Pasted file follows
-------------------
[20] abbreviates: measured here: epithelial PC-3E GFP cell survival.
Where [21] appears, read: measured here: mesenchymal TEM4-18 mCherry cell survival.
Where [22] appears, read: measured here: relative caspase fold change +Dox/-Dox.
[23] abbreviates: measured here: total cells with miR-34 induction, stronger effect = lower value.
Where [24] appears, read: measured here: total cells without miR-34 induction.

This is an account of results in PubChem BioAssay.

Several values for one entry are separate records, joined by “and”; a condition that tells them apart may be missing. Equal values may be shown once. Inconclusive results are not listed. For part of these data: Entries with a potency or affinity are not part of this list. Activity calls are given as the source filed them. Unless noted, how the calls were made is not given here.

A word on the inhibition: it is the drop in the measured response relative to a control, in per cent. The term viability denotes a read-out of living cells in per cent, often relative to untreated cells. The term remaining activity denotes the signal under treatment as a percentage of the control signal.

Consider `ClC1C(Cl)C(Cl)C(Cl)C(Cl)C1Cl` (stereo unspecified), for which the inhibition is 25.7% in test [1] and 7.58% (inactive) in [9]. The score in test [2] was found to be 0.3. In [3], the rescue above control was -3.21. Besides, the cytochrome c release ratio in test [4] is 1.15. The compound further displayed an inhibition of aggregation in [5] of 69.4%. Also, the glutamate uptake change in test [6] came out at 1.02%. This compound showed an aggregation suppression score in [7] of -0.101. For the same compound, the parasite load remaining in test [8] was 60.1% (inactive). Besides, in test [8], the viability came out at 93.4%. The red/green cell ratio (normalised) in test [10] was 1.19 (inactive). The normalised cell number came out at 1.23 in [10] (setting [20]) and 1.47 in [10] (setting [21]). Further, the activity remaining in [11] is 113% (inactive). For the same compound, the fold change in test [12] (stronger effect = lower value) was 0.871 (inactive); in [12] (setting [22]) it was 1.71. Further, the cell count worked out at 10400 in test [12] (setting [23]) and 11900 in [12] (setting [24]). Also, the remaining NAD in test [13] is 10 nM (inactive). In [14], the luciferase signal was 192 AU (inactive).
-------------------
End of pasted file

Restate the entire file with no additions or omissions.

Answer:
[20] abbreviates: measured here: epithelial PC-3E GFP cell survival.
Where [21] appears, read: measured here: mesenchymal TEM4-18 mCherry cell survival.
Where [22] appears, read: measured here: relative caspase fold change +Dox/-Dox.
[23] abbreviates: measured here: total cells with miR-34 induction, stronger effect = lower value.
Where [24] appears, read: measured here: total cells without miR-34 induction.

This is an account of results in PubChem BioAssay.

Several values for one entry are separate records, joined by “and”; a condition that tells them apart may be missing. Equal values may be shown once. Inconclusive results are not listed. For part of these data: Entries with a potency or affinity are not part of this list. Activity calls are given as the source filed them. Unless noted, how the calls were made is not given here.

A word on the inhibition: it is the drop in the measured response relative to a control, in per cent. The term viability denotes a read-out of living cells in per cent, often relative to untreated cells. The term remaining activity denotes the signal under treatment as a percentage of the control signal.

Consider `ClC1C(Cl)C(Cl)C(Cl)C(Cl)C1Cl` (stereo unspecified), for which the inhibition is 25.7% in test [1] and 7.58% (inactive) in [9]. The score in test [2] was found to be 0.3. In [3], the rescue above control was -3.21. Besides, the cytochrome c release ratio in test [4] is 1.15. The compound further displayed an inhibition of aggregation in [5] of 69.4%. Also, the glutamate uptake change in test [6] came out at 1.02%. This compound showed an aggregation suppression score in [7] of -0.101. For the same compound, the parasite load remaining in test [8] was 60.1% (inactive). Besides, in test [8], the viability came out at 93.4%. The red/green cell ratio (normalised) in test [10] was 1.19 (inactive). The normalised cell number came out at 1.23 in [10] (setting [20]) and 1.47 in [10] (setting [21]). Further, the activity remaining in [11] is 113% (inactive). For the same compound, the fold change in test [12] (stronger effect = lower value) was 0.871 (inactive); in [12] (setting [22]) it was 1.71. Further, the cell count worked out at 10400 in test [12] (setting [23]) and 11900 in [12] (setting [24]). Also, the remaining NAD in test [13] is 10 nM (inactive). In [14], the luciferase signal was 192 AU (inactive).